I read your link and his ideas seem very interesting. But I would think the real test of his ideas will be if the “law” he has extrapolated from observing historic phenomena like the rate of human genome processing or growth of ISP cost performance can be generally and reliably applied to predict the growth rate of new technologies.
If predictions made using the law of accelerating returns are unreliable, how useful is it?
So the seemingly innocent "let's assume that this mathematical thesis is correct" is a pretty high bar. Unlimited growth is an exceptional claim, it needs exceptional evidence.
For at least 10 years now I have learned things without talking to a human teacher, so I guess that prediction was correct.
Software has enabled learning unlike any other even before in human history, the only previous time being when Gutenberg invented the printing press.
These days there isn't a thing on earth that I can't learn sitting at home. There is a huge difference.
Today only barrier to learning is your own motivation. Access to quality information has become so easy and cheap, that its hard time to blame somebody else for your failure.
Could you give some specific examples of such predictions that weren't also predicted by others at the time?
I interpret your question in response to my statements as you are not a fan because his predictions are not unique, is that what you are saying?
When did he make this prediction? Was it before Craig Venter started working it? Can you quote exactly what he said at the time and provide a source?
Also, you originally said a "significant % of his predictions have come true within a ~15-year window". You've mentioned only single prediction. Unless he only made a few predictions, that's not a significant percentage.
"I interpret your question in response to my statements as you are not a fan because his predictions are not unique, is that what you are saying?"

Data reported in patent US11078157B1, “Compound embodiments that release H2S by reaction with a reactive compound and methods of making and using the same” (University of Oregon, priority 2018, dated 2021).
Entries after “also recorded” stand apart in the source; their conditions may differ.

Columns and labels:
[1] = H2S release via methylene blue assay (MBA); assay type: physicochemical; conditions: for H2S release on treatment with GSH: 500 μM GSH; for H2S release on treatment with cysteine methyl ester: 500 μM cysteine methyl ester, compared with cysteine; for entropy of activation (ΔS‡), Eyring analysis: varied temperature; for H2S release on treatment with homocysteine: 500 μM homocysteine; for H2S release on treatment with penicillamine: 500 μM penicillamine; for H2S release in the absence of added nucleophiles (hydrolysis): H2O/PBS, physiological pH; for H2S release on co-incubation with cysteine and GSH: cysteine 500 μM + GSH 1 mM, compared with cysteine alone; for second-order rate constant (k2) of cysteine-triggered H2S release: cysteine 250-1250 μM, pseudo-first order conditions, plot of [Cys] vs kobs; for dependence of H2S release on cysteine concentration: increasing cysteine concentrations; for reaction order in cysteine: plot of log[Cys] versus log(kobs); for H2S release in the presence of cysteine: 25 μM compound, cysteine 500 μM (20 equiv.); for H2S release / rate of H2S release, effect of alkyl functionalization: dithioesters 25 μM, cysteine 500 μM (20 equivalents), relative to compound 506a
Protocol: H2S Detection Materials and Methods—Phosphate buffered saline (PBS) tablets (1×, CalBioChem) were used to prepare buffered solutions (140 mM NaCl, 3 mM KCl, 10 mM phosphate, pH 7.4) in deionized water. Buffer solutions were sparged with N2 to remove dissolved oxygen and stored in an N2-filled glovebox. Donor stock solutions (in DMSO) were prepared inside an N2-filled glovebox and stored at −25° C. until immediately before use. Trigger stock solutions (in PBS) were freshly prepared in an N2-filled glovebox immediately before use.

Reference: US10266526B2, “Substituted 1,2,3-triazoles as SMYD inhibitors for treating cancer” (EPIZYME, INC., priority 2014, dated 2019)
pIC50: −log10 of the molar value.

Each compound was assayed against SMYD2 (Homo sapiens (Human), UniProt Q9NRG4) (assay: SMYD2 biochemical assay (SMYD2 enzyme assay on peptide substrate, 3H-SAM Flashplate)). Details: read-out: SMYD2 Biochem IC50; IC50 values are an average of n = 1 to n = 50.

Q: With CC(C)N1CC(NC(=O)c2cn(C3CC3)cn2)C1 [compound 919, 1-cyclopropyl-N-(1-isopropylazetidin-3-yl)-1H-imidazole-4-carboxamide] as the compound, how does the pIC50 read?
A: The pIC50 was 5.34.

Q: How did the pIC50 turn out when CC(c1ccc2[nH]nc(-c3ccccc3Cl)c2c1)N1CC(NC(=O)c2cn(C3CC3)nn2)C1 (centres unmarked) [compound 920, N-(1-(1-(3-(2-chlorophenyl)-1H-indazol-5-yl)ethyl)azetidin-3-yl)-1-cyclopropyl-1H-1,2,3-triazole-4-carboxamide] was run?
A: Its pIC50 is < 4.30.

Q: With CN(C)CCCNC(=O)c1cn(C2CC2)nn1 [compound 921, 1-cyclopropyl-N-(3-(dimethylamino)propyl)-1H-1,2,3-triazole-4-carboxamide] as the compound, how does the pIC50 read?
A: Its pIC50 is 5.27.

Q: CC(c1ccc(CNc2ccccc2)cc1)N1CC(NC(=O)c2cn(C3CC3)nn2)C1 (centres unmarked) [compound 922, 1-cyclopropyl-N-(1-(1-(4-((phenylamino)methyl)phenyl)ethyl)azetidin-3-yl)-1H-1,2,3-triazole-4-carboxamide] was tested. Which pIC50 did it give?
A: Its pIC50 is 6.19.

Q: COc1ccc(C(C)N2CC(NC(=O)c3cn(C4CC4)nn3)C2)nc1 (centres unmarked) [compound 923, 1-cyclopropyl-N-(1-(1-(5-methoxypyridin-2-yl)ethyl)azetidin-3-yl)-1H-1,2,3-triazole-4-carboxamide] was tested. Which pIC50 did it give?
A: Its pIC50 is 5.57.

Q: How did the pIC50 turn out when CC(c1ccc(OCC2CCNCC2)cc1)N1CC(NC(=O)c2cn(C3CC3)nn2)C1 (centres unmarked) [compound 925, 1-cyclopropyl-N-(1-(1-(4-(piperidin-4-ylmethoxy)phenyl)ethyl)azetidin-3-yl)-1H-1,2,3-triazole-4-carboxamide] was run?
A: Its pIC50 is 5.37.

I just have a severe allergy to people who hype themselves as much as Kurzweil does, especially when one of the main things they're known for -- the singularity idea -- came from someone else: Vernor Vinge. This just smells of charlatanism.
I'm open to being convinced otherwise, however. So if you've got more examples of Kurzeweil making long-term predictions well in advance of others and consistently being right, I'd love to hear them.
However, even if he is a good futurist, he'll still be a self-promoting copycat on the singularity idea he hyped to the heavens, and for which he made himself most famous.
From my perspective as someone who has read his works but albeit likely not researched rebuttals as deeply as you this stands as my clear takeaway.
7.5 Years into the project they were at 1% completion. 15 was the total amount of time targeted.
"Halfway through the genome project, the project’s original critics were still going strong, pointing out that we were halfway through the 15 year project and only 1 percent of the genome had been identified. The project was declared a failure by many skeptics at this point. But the project had been doubling in price-performance and capacity every year, and at one percent it was only seven doublings (at one year per doubling) away from completion. It was indeed completed seven years later. Similarly, my projection of a worldwide communication network tying together tens and ultimately hundreds of millions of people, emerging in the mid to late 1990s, was scoffed at in the 1980s, when the entire U.S. Defense Budget could only tie together a few thousand scientists with the ARPANET. But it happened as I predicted, and again this resulted from the power of exponential growth."